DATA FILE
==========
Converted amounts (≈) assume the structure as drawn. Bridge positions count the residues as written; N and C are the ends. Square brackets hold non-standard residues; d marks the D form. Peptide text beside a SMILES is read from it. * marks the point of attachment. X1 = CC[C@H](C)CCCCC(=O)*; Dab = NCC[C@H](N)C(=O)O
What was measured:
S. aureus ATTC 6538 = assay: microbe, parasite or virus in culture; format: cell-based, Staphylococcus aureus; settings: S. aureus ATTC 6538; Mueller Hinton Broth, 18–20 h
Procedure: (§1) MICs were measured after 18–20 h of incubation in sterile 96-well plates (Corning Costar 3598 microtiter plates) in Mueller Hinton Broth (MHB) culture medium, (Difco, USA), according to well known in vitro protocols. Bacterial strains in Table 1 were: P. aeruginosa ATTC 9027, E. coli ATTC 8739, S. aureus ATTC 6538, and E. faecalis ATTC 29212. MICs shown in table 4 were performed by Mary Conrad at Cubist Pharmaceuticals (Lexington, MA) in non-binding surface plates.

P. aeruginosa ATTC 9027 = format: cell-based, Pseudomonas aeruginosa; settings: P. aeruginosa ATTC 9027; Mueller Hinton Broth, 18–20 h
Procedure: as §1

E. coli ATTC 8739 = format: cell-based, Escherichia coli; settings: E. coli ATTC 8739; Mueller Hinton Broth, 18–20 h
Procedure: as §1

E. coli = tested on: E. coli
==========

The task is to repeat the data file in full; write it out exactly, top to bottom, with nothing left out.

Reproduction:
Converted amounts (≈) assume the structure as drawn. Bridge positions count the residues as written; N and C are the ends. Square brackets hold non-standard residues; d marks the D form. Peptide text beside a SMILES is read from it. * marks the point of attachment. X1 = CC[C@H](C)CCCCC(=O)*; Dab = NCC[C@H](N)C(=O)O
What was measured:
S. aureus ATTC 6538 = assay: microbe, parasite or virus in culture; format: cell-based, Staphylococcus aureus; settings: S. aureus ATTC 6538; Mueller Hinton Broth, 18–20 h
Procedure: (§1) MICs were measured after 18–20 h of incubation in sterile 96-well plates (Corning Costar 3598 microtiter plates) in Mueller Hinton Broth (MHB) culture medium, (Difco, USA), according to well known in vitro protocols. Bacterial strains in Table 1 were: P. aeruginosa ATTC 9027, E. coli ATTC 8739, S. aureus ATTC 6538, and E. faecalis ATTC 29212. MICs shown in table 4 were performed by Mary Conrad at Cubist Pharmaceuticals (Lexington, MA) in non-binding surface plates.

P. aeruginosa ATTC 9027 = format: cell-based, Pseudomonas aeruginosa; settings: P. aeruginosa ATTC 9027; Mueller Hinton Broth, 18–20 h
Procedure: as §1

E. coli ATTC 8739 = format: cell-based, Escherichia coli; settings: E. coli ATTC 8739; Mueller Hinton Broth, 18–20 h
Procedure: as §1

E. coli = tested on: E. coli